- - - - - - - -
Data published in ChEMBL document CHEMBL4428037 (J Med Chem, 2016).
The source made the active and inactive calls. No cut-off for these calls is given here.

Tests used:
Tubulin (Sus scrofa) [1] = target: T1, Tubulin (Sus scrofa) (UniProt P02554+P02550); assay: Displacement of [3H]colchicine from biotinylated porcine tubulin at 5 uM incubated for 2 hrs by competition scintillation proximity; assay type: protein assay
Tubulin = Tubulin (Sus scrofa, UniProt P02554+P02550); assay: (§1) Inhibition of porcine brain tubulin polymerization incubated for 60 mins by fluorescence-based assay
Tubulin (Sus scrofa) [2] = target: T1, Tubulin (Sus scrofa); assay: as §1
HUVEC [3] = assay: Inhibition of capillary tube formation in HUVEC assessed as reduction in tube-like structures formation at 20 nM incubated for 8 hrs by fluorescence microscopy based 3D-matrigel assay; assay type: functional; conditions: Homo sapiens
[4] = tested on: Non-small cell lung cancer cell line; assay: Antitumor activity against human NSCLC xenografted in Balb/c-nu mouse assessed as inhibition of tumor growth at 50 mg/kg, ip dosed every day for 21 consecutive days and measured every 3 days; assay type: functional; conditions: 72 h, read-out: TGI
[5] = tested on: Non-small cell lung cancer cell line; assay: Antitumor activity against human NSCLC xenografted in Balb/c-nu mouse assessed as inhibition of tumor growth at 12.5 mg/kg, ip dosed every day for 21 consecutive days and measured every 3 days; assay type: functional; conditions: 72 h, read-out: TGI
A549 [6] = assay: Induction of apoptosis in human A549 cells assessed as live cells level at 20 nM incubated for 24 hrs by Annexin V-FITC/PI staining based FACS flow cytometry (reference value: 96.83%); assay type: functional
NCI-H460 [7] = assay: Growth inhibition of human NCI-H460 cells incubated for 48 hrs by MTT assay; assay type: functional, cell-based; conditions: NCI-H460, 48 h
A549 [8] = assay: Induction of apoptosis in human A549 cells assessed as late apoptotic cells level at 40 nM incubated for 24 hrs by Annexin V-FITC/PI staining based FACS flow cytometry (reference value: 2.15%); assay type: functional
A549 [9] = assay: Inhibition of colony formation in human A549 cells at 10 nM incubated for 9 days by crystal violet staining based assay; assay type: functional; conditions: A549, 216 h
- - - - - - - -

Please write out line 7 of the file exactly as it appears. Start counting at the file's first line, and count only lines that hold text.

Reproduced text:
HUVEC [3] = assay: Inhibition of capillary tube formation in HUVEC assessed as reduction in tube-like structures formation at 20 nM incubated for 8 hrs by fluorescence microscopy based 3D-matrigel assay; assay type: functional; conditions: Homo sapiens